Czech President: The migration crisis is an organized invasion, PM's position risks the country's security
Czech Prime Minister Bohuslav Sobotka (Czech Social Democratic Party - ČSSD), according to Czech President Miloš Zeman, is risking the security of the Czech Republic through his position on the refugee crisis. The President told the Czech daily Mladá fronta DNES that the current migration wave is an organized invasion.
Zeman also rejected the PM's critique of his having made an appearance on the occasion of the state holiday on 17 November at Albertov in Prague for an event also attended by the chair of the Bloc against Islam, Martin Konvička. The President said the decision as to who would be standing on the podium for that event was made by the organizers and not by him.
Speaking at a gathering of the commanders of the Czech Army on Tuesday, Zeman declared that danger has arrived at the borders of the country. He alleged that it is naive to believe there is no connection between the migration wave and terrorism.
Sobotka responded that the danger is posed by terrorists, not by refugees, who must be aided. Zeman believes such a position is dangerous to the Czech Republic: "Through [the PM's] indecision, his reluctance, and his many other seemingly conciliatory and seemingly humanistic gestures, in my opinion he is underestimating the real danger, and I, unlike him, consider the migration crisis to be an organized invasion."
The so-called Islamic State, according to Zeman, is unquestionably delivering its jihadists into the migration flows, which he alleges has apparently been confirmed by the terrorist attacks in Paris. Last week Sobotka said that Zeman had taken his place among those populists who are feeding like parasites on people's fears of the migration crisis and the so-called Islamic State when he made a speech on 17 November side-by-side with representatives of the extremist Bloc against Islam.
"You know, I'm an elderly gentleman. I disregard boyish insolence such as this with a smile. Nevertheless, I would be be glad if the Prime Minister would grasp that, on the contrary, I called publicly at Albertov for dialogue, for respect for differing opinions, and for tolerance," Zeman told the daily.
Sobotka insists the President of the Czech Republic is not supposed to appear on the same stage together with extremists and xenophobes. "A directly-elected politician should not just passively accept the prevailing mood of society, but should actively defend humanistic and moral principles, and the truth, irrespective of whether it is momentarily popular to do so," the PM told the Czech News Agency yesterday.
The PM pointed out that the first President of Czechoslovakia, T. G. Masaryk, managed during the Hilsner Affair to unequivocally make a stand against anti-Semitism. "I will have the same patience with Mr President that I have had for the past two years, and even though we have different opinions on several matters, I will not argue with him through the media," Sobotka said.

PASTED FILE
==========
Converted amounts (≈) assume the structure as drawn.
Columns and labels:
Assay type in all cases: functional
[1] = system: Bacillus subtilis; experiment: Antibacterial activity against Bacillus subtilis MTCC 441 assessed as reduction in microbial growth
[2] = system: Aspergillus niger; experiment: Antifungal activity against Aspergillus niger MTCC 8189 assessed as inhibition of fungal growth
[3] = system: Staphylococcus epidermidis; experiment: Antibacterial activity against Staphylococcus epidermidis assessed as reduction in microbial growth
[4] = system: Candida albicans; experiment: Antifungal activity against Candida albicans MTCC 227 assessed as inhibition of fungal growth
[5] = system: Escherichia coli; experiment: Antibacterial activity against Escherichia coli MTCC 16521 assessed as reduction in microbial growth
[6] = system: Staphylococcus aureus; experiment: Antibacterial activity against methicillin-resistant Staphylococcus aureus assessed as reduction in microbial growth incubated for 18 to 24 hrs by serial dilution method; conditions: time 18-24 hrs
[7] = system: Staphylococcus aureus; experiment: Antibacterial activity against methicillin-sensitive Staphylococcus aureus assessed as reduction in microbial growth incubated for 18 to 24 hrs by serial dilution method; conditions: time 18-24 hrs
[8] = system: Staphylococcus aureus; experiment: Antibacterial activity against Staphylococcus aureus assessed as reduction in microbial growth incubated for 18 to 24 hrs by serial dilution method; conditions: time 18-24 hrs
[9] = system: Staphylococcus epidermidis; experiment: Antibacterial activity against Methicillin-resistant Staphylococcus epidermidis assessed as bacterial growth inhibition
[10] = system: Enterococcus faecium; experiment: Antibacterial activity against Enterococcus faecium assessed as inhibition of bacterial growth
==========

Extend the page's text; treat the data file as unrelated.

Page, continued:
"I am neither a censor nor a screener," the President has said of his 17 November appearance. He claims to have not studied the Bloc against Islam and to have only recently learned of Konvička's remarks, for example, about "grinding Muslims into meat and bone meal" or closing them up in concentration camps.
Zeman called that "certainly an extreme and unacceptable position." However, as long as people do not adopt such positions, the Czech President said he believes anybody has the right to criticize any religion.
Konvička was charged on 18 November with inciting hatred against Muslims precisely because of such remarks he posted to Facebook. Should he be convicted he faces between six months and three years in prison.
Police say Konvička abused a publicly accessible computer network to allegedly commit his crimes. Meanwhile, Zeman has said that these current disputes should not have any influence on his relationship with the Prime Minister.
"Politicians should get along, whatever they think of each other personally, because in both our cases we were democratically, legitimately elected in free elections with secret ballots," the President said. Sobotka said previously that he does not want to break off communications with the Office of the President.
"Mr President and I have established regular, very intensive communications. Those communications will continue irrespective of whether we absolutely agree or disagree on all matters," he said.
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